A Specific Type of Chromosome Abnormality – down Syndrome


Down Syndrome is a developmental disorder that is related to a specific type of chromosome abnormality. There are different types of abnormalities, the most common one is trisomy 21 which 95 % of children with down syndrome have one extra chromosome. We learned that people with down syndrome can be diagnosed prenatal through testing of the cells of the placenta and amniotic fluid.

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This exercise helped us learn the scope within audiology and how the syndrome effects their hearing as well as other treatments they are receiving. It was very beneficial to have information from an established source that was reliable. The scholarly article was a great way to give us information about the syndrome in the scope of our class. We had to use multiple sources to gather sufficient information which was one disadvantage.

Associated Disorders with Down Syndrome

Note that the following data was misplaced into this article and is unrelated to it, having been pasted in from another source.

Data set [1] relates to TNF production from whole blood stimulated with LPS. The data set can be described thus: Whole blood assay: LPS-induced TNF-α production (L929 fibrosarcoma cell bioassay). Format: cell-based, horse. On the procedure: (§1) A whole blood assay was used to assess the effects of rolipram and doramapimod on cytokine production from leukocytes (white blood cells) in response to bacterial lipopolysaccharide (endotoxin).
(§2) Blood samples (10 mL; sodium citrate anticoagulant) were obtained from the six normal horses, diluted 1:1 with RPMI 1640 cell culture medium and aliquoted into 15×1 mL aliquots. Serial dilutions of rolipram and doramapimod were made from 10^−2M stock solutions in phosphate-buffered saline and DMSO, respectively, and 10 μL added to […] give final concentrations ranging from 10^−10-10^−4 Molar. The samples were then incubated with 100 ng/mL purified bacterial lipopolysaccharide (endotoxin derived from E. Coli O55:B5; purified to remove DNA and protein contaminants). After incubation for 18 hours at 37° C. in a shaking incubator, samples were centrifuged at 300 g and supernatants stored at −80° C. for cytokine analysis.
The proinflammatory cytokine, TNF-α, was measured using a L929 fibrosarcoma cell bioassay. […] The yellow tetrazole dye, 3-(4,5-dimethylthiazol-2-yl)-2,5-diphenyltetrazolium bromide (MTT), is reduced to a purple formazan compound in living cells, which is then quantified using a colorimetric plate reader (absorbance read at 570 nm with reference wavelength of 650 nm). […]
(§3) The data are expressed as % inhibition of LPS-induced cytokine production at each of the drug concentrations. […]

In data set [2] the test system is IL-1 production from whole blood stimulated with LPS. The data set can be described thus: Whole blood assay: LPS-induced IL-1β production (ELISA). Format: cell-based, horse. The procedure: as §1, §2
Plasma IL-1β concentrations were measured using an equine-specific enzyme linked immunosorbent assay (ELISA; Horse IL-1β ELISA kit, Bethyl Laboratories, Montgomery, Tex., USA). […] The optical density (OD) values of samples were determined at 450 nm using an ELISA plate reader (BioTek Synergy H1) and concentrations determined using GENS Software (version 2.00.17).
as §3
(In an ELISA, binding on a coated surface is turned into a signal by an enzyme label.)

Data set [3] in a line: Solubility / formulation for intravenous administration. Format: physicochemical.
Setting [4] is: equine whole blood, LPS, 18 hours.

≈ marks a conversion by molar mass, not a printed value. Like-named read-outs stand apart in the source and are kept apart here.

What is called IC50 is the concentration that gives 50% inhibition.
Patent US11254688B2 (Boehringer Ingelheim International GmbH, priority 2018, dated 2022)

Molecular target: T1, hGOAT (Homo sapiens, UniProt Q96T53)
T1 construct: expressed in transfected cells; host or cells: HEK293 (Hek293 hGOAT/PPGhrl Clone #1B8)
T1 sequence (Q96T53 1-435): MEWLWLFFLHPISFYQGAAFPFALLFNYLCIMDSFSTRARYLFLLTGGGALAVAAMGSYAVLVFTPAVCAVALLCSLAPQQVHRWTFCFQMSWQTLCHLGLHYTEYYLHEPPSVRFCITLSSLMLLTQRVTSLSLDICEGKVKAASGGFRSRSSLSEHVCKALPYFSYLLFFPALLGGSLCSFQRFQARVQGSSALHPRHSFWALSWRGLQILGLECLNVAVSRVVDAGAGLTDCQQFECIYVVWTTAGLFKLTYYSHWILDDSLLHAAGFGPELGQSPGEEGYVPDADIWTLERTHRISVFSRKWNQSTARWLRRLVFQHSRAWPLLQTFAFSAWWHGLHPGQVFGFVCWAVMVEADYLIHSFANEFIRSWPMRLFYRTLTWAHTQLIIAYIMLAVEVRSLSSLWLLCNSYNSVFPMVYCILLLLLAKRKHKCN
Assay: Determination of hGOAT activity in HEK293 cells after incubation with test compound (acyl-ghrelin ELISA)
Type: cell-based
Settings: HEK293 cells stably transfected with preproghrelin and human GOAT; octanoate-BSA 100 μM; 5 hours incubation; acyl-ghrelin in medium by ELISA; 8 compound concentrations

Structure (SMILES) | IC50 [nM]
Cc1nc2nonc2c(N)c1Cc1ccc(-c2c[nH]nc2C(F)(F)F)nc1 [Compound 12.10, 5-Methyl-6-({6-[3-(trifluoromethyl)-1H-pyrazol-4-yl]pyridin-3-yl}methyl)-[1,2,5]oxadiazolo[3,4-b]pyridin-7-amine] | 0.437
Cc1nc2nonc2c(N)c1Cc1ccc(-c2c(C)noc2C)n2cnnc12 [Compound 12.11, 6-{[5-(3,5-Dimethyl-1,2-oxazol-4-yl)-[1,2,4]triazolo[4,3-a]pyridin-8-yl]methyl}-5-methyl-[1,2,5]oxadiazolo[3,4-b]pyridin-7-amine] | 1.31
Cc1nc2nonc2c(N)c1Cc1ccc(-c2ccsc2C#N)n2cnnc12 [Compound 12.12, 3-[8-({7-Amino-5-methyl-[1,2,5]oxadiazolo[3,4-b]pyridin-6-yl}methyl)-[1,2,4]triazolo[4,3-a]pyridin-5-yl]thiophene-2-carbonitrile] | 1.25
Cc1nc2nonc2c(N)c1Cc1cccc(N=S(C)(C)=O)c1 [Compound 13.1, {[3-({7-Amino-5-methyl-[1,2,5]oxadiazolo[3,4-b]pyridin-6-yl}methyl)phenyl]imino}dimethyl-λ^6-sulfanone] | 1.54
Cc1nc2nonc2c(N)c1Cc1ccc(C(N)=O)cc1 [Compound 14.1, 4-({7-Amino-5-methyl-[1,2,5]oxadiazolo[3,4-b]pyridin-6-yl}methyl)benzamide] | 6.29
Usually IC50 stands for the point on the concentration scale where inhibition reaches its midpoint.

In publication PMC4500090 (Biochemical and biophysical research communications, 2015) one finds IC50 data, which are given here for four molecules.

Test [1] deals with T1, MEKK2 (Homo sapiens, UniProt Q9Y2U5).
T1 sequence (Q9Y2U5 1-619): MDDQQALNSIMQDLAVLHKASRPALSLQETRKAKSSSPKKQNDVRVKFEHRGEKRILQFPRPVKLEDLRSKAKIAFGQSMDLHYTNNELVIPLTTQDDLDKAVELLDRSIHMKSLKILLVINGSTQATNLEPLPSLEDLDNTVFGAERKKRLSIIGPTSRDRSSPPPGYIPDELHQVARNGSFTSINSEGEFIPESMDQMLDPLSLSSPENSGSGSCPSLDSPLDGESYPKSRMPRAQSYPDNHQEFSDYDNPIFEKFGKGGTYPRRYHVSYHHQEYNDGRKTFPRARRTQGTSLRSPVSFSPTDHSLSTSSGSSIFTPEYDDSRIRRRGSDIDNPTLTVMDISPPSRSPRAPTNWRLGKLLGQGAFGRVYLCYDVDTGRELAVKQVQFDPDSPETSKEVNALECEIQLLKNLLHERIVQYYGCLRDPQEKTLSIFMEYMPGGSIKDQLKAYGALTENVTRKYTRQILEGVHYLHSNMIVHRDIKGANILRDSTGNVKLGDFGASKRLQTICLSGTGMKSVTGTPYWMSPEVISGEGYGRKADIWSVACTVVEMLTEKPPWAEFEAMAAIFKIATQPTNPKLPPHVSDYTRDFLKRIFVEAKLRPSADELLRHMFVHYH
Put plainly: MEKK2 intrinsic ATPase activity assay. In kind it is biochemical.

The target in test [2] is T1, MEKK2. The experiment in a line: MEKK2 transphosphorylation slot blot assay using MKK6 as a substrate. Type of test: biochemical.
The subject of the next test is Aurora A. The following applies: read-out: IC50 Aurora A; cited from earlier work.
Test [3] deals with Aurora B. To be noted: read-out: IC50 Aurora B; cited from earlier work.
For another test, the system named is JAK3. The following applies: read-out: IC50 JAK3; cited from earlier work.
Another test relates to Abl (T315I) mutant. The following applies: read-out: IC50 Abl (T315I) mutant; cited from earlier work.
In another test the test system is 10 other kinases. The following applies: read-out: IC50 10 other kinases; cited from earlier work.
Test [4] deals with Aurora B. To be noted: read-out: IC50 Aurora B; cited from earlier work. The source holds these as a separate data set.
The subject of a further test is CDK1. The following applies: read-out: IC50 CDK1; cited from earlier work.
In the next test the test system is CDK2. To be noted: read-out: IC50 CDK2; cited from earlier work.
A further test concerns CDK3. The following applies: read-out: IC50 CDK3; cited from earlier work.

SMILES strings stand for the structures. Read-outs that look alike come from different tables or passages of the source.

Heart defects

Vision Impairment

Hearing loss



Blood disorders


Sleep disorders


Digestive disorders

Celiac disease

Mental and emotional disorders

Associated Hearing Loss with Down Syndrome

60-80 % of children with Down Syndrome have some level of hearing loss

Can have sensorineural, conductive or mixed hearing loss.

Causes to their hearing loss are Otitis media and wax build up.

Have smaller, more narrow external auditory canals.

The physical characteristic of a person with down syndrome makes hearing exams difficult.


There are physical and intellectual symptoms associated with Down Syndrome.

Physical Symptoms

Poor muscle tone

Short neck with excess skin

Flattened facial features

Smaller head and facial features

Larger tongue

Dental issues

Upward facing eyes with a skin fold on the upper eyelid

Brushfield spots, or white spots, on the Iris

Smaller hands; the hands are shorter and wider than normal

Congenital heart defects

Intellectual Symptoms

Short attention span

Impulsive behavior and poor judgment

Delayed speech and language development as well as an overall delay in learning


There are two different ways that a child can be diagnosed with down syndrome. The first is a screening test, done during pregnancy, that can show the risk of the baby having down syndrome. The second is a diagnostic test that can identify the presence of down syndrome in a baby before or after it is born.